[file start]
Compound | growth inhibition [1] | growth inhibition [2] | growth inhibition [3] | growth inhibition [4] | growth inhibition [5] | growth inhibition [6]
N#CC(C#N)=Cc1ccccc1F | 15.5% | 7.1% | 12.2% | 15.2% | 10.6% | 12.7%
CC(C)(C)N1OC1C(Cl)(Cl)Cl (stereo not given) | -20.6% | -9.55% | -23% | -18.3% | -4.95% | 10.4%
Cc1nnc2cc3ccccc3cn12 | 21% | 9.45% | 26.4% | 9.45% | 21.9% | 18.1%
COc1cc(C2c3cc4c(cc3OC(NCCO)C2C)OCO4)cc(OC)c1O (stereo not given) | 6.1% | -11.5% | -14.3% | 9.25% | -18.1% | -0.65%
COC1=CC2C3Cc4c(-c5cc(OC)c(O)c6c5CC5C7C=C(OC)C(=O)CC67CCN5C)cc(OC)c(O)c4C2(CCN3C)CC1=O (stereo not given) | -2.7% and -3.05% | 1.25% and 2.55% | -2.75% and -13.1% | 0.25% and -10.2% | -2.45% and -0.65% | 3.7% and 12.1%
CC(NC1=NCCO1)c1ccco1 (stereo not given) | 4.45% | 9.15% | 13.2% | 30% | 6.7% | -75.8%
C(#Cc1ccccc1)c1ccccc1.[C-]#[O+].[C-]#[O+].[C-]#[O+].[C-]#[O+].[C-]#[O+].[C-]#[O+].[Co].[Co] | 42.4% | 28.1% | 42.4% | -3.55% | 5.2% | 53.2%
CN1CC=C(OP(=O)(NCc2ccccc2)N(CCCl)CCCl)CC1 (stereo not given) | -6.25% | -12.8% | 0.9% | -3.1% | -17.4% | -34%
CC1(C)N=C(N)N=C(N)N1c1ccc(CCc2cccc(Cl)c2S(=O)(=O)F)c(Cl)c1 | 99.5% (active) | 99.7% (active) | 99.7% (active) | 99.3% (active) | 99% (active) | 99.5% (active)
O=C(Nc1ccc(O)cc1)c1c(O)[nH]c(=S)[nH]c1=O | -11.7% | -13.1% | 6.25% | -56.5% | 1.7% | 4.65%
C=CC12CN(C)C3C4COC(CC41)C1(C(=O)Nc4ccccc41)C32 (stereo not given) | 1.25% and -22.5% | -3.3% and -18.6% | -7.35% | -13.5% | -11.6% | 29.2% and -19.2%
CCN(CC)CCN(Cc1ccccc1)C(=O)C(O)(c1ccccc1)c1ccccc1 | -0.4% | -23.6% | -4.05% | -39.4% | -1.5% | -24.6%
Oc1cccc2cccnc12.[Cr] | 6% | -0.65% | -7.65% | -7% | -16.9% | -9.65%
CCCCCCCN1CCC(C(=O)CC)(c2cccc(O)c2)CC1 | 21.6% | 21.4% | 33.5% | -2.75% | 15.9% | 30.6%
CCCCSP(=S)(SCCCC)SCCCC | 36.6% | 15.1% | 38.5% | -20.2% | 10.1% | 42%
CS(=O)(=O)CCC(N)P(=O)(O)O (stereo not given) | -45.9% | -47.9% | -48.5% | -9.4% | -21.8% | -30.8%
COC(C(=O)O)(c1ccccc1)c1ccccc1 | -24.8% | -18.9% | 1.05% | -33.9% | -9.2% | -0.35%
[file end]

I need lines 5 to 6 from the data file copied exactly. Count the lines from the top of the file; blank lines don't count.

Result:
COc1cc(C2c3cc4c(cc3OC(NCCO)C2C)OCO4)cc(OC)c1O (stereo not given) | 6.1% | -11.5% | -14.3% | 9.25% | -18.1% | -0.65%
COC1=CC2C3Cc4c(-c5cc(OC)c(O)c6c5CC5C7C=C(OC)C(=O)CC67CCN5C)cc(OC)c(O)c4C2(CCN3C)CC1=O (stereo not given) | -2.7% and -3.05% | 1.25% and 2.55% | -2.75% and -13.1% | 0.25% and -10.2% | -2.45% and -0.65% | 3.7% and 12.1%